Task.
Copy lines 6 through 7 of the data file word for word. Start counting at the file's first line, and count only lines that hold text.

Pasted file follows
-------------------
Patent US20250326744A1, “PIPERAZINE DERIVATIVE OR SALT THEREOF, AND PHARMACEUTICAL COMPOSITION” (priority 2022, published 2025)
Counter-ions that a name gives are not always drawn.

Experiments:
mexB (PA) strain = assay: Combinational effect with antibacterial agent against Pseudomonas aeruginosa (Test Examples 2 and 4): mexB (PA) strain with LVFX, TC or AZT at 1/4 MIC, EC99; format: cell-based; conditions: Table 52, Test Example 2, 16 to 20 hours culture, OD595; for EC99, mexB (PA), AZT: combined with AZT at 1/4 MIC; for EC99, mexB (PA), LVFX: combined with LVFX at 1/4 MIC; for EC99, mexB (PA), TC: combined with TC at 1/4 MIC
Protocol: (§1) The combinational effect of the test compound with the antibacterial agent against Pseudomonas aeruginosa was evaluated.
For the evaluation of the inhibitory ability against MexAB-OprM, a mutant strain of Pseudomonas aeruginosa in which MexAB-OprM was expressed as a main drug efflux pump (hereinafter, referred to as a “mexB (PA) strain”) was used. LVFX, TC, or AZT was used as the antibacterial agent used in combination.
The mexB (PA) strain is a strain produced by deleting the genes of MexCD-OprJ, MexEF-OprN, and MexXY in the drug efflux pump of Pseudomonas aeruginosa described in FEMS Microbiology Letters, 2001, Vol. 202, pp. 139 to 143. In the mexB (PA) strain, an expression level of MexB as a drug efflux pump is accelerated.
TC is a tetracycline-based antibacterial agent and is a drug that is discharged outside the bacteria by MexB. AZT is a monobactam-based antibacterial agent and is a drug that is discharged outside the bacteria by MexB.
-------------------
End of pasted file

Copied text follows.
For the evaluation of the inhibitory ability against MexAB-OprM, a mutant strain of Pseudomonas aeruginosa in which MexAB-OprM was expressed as a main drug efflux pump (hereinafter, referred to as a “mexB (PA) strain”) was used. LVFX, TC, or AZT was used as the antibacterial agent used in combination.
The mexB (PA) strain is a strain produced by deleting the genes of MexCD-OprJ, MexEF-OprN, and MexXY in the drug efflux pump of Pseudomonas aeruginosa described in FEMS Microbiology Letters, 2001, Vol. 202, pp. 139 to 143. In the mexB (PA) strain, an expression level of MexB as a drug efflux pump is accelerated.